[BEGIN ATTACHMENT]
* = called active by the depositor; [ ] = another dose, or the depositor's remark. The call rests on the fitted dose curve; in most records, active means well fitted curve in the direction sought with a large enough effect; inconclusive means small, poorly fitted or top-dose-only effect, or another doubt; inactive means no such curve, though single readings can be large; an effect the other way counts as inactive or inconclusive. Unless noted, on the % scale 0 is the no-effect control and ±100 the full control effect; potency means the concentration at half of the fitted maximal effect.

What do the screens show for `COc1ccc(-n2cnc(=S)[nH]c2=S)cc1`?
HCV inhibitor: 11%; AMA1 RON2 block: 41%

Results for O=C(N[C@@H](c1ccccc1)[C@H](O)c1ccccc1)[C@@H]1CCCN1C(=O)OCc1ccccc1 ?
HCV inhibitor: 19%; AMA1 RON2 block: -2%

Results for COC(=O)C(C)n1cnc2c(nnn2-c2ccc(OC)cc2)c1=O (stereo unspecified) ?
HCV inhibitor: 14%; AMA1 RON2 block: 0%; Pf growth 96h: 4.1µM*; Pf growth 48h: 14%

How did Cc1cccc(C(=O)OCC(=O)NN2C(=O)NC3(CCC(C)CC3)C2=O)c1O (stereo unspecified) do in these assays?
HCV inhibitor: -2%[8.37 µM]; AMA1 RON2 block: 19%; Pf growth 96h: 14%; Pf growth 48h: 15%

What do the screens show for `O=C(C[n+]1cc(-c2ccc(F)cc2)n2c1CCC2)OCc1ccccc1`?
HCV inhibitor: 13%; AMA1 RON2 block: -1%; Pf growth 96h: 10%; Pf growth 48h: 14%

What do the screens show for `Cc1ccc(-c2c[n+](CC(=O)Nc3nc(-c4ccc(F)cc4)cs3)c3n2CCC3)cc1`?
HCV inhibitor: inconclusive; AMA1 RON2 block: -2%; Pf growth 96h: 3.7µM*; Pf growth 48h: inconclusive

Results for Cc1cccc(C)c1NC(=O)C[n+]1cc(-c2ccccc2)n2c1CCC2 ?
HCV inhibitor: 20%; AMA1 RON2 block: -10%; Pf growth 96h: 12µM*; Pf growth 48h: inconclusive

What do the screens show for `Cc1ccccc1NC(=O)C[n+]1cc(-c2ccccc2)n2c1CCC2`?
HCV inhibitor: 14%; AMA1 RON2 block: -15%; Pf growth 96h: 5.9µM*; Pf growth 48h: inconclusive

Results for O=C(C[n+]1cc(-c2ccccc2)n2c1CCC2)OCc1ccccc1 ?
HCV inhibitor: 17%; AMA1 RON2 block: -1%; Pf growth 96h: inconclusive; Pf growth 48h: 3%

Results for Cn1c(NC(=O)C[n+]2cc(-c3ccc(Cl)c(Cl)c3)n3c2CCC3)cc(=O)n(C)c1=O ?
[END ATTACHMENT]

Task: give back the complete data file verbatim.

* = called active by the depositor; [ ] = another dose, or the depositor's remark. The call rests on the fitted dose curve; in most records, active means well fitted curve in the direction sought with a large enough effect; inconclusive means small, poorly fitted or top-dose-only effect, or another doubt; inactive means no such curve, though single readings can be large; an effect the other way counts as inactive or inconclusive. Unless noted, on the % scale 0 is the no-effect control and ±100 the full control effect; potency means the concentration at half of the fitted maximal effect.

What do the screens show for `COc1ccc(-n2cnc(=S)[nH]c2=S)cc1`?
HCV inhibitor: 11%; AMA1 RON2 block: 41%

Results for O=C(N[C@@H](c1ccccc1)[C@H](O)c1ccccc1)[C@@H]1CCCN1C(=O)OCc1ccccc1 ?
HCV inhibitor: 19%; AMA1 RON2 block: -2%

Results for COC(=O)C(C)n1cnc2c(nnn2-c2ccc(OC)cc2)c1=O (stereo unspecified) ?
HCV inhibitor: 14%; AMA1 RON2 block: 0%; Pf growth 96h: 4.1µM*; Pf growth 48h: 14%

How did Cc1cccc(C(=O)OCC(=O)NN2C(=O)NC3(CCC(C)CC3)C2=O)c1O (stereo unspecified) do in these assays?
HCV inhibitor: -2%[8.37 µM]; AMA1 RON2 block: 19%; Pf growth 96h: 14%; Pf growth 48h: 15%

What do the screens show for `O=C(C[n+]1cc(-c2ccc(F)cc2)n2c1CCC2)OCc1ccccc1`?
HCV inhibitor: 13%; AMA1 RON2 block: -1%; Pf growth 96h: 10%; Pf growth 48h: 14%

What do the screens show for `Cc1ccc(-c2c[n+](CC(=O)Nc3nc(-c4ccc(F)cc4)cs3)c3n2CCC3)cc1`?
HCV inhibitor: inconclusive; AMA1 RON2 block: -2%; Pf growth 96h: 3.7µM*; Pf growth 48h: inconclusive

Results for Cc1cccc(C)c1NC(=O)C[n+]1cc(-c2ccccc2)n2c1CCC2 ?
HCV inhibitor: 20%; AMA1 RON2 block: -10%; Pf growth 96h: 12µM*; Pf growth 48h: inconclusive

What do the screens show for `Cc1ccccc1NC(=O)C[n+]1cc(-c2ccccc2)n2c1CCC2`?
HCV inhibitor: 14%; AMA1 RON2 block: -15%; Pf growth 96h: 5.9µM*; Pf growth 48h: inconclusive

Results for O=C(C[n+]1cc(-c2ccccc2)n2c1CCC2)OCc1ccccc1 ?
HCV inhibitor: 17%; AMA1 RON2 block: -1%; Pf growth 96h: inconclusive; Pf growth 48h: 3%

Results for Cn1c(NC(=O)C[n+]2cc(-c3ccc(Cl)c(Cl)c3)n3c2CCC3)cc(=O)n(C)c1=O ?